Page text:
Basketball courts

Caleb Nelson and representatives of the Hopkins County Young Professionals met with the Madisonville Tourism City Council Committee and Tourism Advisory Board on Thursday to present their proposal to restore the basketball courts at the Rosenwald-Smith Multicultural Center.

Caleb Nelson along with members of the Hopkins County Young Professionals are on a mission to restore the basketball courts at the Rosenwald-Smith Multicultural Center.

At the Madisonville Tourism City Council Committee and Tourism Advisory Board special called meeting Thursday night, Nelson presented his proposal requesting $50,000 in order to complete the restoration.

According to the application for funding presented to the committee, an itemized list shows the breakdown of the $50,000 expenditures.

Four All-American Basketball Hoops with a collegiate breakaway rim and regulation backboards are $2,599.99 per unit giving a total of $10,399.96. Acrylic surfacing basketball court and stencil is estimated to be $12,500. Replacing four street lights with LED lights will cost $1,200 at $300 per unit.

The labor to install the four hoops would be $2,000 total at $500 per goal. Two of the five row bleachers would be an estimated $11,000 at $5,500 per bleacher.

In the miscellaneous section of the itemized list is a concrete barrier, ground lighting and cleaning the wooded area at a cost of an estimated $10,000.

That leaves $2,900.04 left over of the $50,000 request.

Nelson said the idea was formulated after his Bible study group turned into a unity initiative for the community in which he worked closely with Charles Yarbrough, the president of the Rosenwald-Smith Multicultural Center.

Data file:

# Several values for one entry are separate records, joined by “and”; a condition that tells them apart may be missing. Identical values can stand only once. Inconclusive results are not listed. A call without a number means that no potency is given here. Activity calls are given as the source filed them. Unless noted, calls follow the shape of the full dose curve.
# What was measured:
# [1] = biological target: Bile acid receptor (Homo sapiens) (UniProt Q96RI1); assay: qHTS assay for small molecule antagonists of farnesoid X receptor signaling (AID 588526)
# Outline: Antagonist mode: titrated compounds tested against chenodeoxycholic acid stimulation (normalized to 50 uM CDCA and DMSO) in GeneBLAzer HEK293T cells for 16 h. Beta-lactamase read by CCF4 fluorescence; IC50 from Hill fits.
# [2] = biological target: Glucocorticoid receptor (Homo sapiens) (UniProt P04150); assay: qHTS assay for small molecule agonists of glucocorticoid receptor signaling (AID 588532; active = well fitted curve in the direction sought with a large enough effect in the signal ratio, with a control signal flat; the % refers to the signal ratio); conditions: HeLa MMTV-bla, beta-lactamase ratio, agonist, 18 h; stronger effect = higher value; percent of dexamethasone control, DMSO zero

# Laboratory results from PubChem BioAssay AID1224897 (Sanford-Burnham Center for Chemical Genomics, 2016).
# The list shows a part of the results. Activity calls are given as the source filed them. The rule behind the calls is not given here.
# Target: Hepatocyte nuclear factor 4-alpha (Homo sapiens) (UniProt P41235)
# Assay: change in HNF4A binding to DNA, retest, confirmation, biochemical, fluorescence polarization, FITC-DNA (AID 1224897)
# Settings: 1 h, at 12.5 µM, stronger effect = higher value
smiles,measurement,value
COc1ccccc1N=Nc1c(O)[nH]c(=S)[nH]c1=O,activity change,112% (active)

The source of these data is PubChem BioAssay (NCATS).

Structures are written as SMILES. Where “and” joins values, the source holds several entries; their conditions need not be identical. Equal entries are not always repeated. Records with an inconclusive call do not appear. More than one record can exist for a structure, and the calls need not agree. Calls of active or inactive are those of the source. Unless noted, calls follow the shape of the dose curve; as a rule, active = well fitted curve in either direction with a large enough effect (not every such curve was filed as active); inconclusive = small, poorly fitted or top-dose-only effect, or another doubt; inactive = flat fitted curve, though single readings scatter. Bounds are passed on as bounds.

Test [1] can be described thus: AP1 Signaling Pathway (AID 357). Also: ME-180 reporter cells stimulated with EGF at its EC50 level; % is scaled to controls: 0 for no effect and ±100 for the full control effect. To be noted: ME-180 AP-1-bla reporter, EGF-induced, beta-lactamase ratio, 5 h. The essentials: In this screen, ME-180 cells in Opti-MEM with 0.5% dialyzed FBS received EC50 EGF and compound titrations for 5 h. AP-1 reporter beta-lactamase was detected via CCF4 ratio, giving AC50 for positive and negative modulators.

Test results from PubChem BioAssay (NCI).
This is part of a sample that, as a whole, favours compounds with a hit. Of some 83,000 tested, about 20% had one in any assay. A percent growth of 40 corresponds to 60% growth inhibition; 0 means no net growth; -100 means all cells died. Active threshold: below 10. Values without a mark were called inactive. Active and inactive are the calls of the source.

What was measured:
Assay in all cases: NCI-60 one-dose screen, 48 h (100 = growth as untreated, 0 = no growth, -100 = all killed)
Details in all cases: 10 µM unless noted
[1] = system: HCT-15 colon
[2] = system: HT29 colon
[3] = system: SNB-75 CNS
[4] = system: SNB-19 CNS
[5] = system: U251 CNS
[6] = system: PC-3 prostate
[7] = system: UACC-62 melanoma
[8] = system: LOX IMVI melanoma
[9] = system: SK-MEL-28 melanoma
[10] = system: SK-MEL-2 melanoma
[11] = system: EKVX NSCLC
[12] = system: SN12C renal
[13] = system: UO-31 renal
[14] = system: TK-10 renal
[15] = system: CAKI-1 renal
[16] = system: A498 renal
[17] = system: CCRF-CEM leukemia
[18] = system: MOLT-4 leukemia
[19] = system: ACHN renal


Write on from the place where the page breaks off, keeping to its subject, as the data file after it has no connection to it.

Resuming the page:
“The largest tournaments are three on three tournaments,” Nelson said, adding that Madisonville has tournaments such as the Summer Sizzler that is a five on five tournament, that Nelson said has had to turn down teams in the past because of the lack of space in the area.

“Although we do have courts over at Festus Claybon Park, we are in need of additional court space to hold larger tournaments,” Nelson said.

With the three on three tournament having four divisions, high school, middle school, youth and adult, Nelson said he anticipates at least 15 teams per division would come to Madisonville.

“It would be around 300 people,” he said. “I just think it is something that can really grow.”

Chad Menser, a member of the executive committee for the Hopkins County Young Professionals group said the group teamed up with Nelson on this project.

“The actual vision for this long term is to see if a pavilion can be brought over so you can play basketball inside and outside,” he said. “When Young Professionals came in was to see if we could get phase one done and phase two would be to see if we could do a pavilion. Young Professionals would control the funding to make sure it is spent right. All the items would be tax deductible because of the non-profit status. Caleb would be the overseer of the project, whereas the Young Professionals would oversee the funding of it to make sure that everything is going in stages.”

Nelson, a high school basketball assistant coach, also said a percentage of the money made from tournaments would go back into the community, specifically the high schools and the Rosenwald-Smith Multicultural Center.

Yarbrough said marketing the restored facility for things other than the tournament would also be part of the project.

“Facilities would be open for other events such as camps and alumni games,” said Nelson. “I really don’t see how this couldn’t grow to one of the biggest tournaments in the tri-state, which eventually money would be put back in to building that pavilion. There’s a lot of young coaches in the area that would bring their teams in.”

No action was taken on the request by the committee.

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